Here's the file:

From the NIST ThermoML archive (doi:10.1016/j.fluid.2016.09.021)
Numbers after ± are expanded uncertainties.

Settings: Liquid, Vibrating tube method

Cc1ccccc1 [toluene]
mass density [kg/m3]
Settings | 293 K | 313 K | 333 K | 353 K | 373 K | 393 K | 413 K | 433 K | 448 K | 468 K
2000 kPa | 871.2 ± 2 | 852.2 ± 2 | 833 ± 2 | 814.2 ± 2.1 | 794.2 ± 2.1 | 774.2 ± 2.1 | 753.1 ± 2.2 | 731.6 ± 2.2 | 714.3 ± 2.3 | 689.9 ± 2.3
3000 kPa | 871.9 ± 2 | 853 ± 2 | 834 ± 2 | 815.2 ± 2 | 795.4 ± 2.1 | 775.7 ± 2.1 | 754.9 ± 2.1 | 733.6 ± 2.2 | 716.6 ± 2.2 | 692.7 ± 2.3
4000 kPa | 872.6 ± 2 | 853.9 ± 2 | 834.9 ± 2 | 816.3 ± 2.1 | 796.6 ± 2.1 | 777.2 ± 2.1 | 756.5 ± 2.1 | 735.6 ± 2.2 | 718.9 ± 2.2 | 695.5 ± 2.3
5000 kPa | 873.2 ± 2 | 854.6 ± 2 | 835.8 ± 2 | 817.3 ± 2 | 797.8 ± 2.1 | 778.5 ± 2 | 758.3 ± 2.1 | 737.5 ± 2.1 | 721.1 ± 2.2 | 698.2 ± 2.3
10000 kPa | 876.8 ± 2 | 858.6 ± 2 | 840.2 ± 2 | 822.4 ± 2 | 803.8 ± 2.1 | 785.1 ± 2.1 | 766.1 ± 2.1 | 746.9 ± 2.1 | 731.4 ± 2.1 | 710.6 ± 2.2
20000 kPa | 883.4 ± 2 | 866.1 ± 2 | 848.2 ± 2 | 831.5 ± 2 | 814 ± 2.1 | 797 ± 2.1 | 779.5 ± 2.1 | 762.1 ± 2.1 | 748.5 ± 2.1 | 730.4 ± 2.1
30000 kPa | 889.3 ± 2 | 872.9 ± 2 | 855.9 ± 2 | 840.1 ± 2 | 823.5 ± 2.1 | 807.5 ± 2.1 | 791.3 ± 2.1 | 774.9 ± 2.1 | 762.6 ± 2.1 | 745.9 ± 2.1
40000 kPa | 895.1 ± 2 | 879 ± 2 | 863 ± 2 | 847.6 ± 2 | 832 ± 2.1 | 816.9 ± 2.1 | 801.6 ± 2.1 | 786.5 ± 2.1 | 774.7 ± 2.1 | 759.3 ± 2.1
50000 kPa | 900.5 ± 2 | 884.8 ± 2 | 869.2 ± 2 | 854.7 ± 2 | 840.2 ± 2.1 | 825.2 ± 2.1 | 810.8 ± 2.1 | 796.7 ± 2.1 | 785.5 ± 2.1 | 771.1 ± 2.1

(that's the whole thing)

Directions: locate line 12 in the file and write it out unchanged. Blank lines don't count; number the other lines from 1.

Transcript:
20000 kPa | 883.4 ± 2 | 866.1 ± 2 | 848.2 ± 2 | 831.5 ± 2 | 814 ± 2.1 | 797 ± 2.1 | 779.5 ± 2.1 | 762.1 ± 2.1 | 748.5 ± 2.1 | 730.4 ± 2.1